In Experiment 3, there were no significant differences in growth rates between high and low risk treatments in the neutral and acidic streams. Given the shared provenance of the salmon fry and the greater rates of weight gain in the acidic stream, it appears that the acidic transplant stream may have actually provided a better set of conditions for growth in the predator-excluding mesocosms than the native stream. Unfortunately, including only one neutral stream population does not eliminate the possibility that the observed greater weight increase was the result of predator release and risk-prone foraging behaviour in the absence of chemical alarm cues. Increases in both body size () and weight indicate that weak acidification does not negatively affect growth either directly through physiological impairment or indirectly through shifts in forage abundance and/or composition within the enclosures. Conversely, the absence of differences between high and low risk treatments within the neutral stream supports the notion that prey fish are able to adjust their antipredator strategies in order to maintain sufficient foraging activities at this density (i.e., 1 m−2). In the context of the short-term behavioural responses to chemical alarm cues previously demonstrated by salmon fry [15], energetic costs incurred from immediate decreases in foraging following exposure to short-lived risky cues may be offset or replaced by increased rates of foraging following resumption of normal activities. This type of compensatory foraging pattern has recently been demonstrated in wild-caught Trinidadian guppies (Poecilia reticulata) [54] under natural settings and Hart’s rivulus (Anablepsoides hartii; Elvidge and Brown, unpublished data) under laboratory conditions.

A recent meta-analysis of 453 peer-reviewed studies examining NCEs on prey species found that the majority (83%) involved aquatic systems under laboratory or mesocosm conditions and focused specifically on chemical information (73%) on risk level as the primary sensory modality [55]. These experiments therefore represent an important extension of this research area into natural settings. Environmental degradation in the form of freshwater acidification results in the loss of public chemical information on ambient risk levels. Compensatory mechanisms adopted by Atlantic salmon fry, including the changes in habitat preference, diel activity patterning, and foraging strategies demonstrated in the present study, are indicative of behavioural NCEs of perceived predation risk under natural settings. Our results suggest that these types of subtle differences are likely common between populations exposed to different predation regimes and environmental stressors.

5. Conclusion

Fishes living in weakly acidic water (pH < 6.6) are deprived of chemical information on ambient predation risk levels to interference with damage-released alarm cues. Previous work has shown that when acid-impacted juvenile Atlantic salmon are physically constrained from adopting compensatory behavioural mechanisms to offset this loss of information, they experience increased levels of predation risk. Our findings indicate that free-swimming wild salmon effectively compensate for chemosensory impairment by (1) occupying safer habitats that offer more abundant physical refugia from predators and (2) altering their diel activity patterns to maximize the availability of remaining (visual) information on risk by reducing their activity levels at night and increasing them during the day. Importantly, (3) these combined mechanisms appear sufficient to enable survival without reducing growth rates. These differences in behaviour represent NCEs of predation risk mediated by environmental degradation in Atlantic salmon habitats which may have important consequences on impacted salmon populations, particularly the possibility of increased competition within more desirable habitats in acidic streams.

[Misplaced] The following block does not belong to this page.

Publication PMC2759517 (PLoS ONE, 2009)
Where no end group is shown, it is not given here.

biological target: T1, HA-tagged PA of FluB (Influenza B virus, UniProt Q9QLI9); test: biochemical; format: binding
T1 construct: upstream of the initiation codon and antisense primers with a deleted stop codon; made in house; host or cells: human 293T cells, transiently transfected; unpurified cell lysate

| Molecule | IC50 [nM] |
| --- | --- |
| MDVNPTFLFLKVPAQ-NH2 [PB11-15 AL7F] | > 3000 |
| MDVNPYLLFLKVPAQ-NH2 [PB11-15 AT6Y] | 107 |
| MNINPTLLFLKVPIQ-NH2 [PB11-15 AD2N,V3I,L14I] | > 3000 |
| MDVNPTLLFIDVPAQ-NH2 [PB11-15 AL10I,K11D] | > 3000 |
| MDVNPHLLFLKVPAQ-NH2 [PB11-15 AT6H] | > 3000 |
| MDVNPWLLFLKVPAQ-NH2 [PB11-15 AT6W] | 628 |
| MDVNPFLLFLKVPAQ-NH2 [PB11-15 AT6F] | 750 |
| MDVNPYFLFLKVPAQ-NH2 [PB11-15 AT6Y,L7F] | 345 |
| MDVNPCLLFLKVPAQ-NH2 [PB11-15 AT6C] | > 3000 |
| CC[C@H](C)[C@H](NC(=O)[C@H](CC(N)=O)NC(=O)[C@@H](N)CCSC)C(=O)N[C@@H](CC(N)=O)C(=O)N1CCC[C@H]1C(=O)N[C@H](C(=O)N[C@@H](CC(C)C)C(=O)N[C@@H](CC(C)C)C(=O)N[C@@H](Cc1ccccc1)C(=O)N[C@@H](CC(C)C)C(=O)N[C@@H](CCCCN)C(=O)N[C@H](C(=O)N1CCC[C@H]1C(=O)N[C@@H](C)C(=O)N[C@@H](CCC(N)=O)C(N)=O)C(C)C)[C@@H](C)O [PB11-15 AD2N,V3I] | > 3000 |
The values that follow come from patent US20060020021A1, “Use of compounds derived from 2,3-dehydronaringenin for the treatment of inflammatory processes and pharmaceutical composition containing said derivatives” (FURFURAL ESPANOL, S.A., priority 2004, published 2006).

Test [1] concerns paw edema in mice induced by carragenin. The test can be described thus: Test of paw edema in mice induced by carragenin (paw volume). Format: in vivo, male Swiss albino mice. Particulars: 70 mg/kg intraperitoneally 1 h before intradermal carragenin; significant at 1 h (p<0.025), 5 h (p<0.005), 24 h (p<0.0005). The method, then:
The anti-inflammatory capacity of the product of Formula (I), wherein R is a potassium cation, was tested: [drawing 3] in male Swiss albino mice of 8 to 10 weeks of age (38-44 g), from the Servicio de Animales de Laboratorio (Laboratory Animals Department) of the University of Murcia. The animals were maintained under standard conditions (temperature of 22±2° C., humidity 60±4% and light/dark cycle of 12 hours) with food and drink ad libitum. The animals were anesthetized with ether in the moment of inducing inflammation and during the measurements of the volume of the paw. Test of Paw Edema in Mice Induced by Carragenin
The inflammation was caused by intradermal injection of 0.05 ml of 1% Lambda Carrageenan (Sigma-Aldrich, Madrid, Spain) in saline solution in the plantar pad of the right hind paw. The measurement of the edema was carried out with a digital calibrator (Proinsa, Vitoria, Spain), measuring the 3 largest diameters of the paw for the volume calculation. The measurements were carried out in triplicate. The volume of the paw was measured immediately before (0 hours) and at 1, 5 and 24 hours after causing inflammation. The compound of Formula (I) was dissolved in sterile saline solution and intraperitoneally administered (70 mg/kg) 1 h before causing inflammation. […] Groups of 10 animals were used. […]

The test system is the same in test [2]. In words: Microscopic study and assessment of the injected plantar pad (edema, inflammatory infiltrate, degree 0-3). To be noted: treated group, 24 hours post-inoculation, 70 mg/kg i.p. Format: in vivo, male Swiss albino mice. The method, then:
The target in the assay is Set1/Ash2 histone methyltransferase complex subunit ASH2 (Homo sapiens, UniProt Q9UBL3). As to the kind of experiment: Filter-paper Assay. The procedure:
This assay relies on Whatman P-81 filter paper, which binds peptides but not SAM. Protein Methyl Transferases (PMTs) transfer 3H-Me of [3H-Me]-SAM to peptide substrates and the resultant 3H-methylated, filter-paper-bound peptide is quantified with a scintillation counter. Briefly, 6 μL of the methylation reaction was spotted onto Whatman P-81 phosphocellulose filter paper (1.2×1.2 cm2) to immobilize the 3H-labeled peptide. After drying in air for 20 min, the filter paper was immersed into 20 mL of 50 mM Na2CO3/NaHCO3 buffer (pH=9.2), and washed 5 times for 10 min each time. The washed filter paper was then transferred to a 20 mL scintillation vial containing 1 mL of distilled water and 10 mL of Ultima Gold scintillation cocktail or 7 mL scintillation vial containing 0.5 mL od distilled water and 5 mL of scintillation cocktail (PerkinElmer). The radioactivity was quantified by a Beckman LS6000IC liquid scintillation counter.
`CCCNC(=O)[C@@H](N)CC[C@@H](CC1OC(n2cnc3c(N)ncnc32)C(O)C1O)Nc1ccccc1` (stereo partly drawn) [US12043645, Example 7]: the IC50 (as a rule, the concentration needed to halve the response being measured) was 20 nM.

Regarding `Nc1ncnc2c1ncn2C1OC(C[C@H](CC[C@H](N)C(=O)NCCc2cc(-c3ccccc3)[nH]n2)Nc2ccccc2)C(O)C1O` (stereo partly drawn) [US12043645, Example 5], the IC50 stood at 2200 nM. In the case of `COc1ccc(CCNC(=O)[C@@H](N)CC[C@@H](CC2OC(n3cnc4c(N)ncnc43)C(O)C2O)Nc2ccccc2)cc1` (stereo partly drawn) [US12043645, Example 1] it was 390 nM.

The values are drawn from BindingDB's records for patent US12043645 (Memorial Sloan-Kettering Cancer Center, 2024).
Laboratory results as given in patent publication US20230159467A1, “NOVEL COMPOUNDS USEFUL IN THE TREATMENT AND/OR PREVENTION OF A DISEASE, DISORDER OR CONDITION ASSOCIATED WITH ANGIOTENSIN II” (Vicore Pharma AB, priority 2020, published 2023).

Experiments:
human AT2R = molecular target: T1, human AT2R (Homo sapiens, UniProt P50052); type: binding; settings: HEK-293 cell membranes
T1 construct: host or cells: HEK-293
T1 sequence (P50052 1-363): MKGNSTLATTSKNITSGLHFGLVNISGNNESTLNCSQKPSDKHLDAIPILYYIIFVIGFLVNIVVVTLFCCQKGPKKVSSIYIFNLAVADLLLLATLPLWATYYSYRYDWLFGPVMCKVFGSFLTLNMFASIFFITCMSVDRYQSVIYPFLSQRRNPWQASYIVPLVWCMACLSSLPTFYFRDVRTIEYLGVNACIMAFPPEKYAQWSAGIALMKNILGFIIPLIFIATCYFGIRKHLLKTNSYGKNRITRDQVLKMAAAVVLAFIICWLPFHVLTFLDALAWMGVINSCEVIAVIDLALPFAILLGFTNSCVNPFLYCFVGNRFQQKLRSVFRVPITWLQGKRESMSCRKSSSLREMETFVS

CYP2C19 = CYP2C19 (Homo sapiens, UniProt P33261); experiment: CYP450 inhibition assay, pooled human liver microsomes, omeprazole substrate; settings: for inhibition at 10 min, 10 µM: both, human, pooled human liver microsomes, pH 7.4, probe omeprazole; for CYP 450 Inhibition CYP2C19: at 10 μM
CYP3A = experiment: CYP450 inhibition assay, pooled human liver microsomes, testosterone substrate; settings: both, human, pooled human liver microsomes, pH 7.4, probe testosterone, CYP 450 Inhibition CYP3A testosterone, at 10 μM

Ethical Approval

The work reported herein was approved by Concordia University Animal Research Ethics Committee (protocol AREC-2010-BROW) and conducted with permission from Fisheries & Oceans Canada and the New Brunswick Ministry of Natural Resources.

Conflict of Interests

The authors declare that there is no conflict of interests regarding the publication of this paper.


The authors thank C. J. Macnaughton, C. D. Jackson, P. H. Malka, F. M. Alo, S. C. Englehardt, C. M. Desjardins, M. Romano, K. Paquin, T. Laakkonen, A. A. Lindeman, L. J. Mancini, and D. Thibodeau for assistance in the field. R. Cunjak and A. Fraser facilitated access to the Catamaran Brook Habitat Research Project field station and M. Hambrook and staff at the Miramichi Salmon Association provided logistical support. F. M. Alo, B. Joyce, C. Bilhete, and J. C. Hendricks provided comments on an earlier version of this paper.


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Copyright © 2015 Chris K. Elvidge and Grant E. Brown. This is an open access article distributed under the Creative Commons Attribution License, which permits unrestricted use, distribution, and reproduction in any medium, provided the original work is properly cited.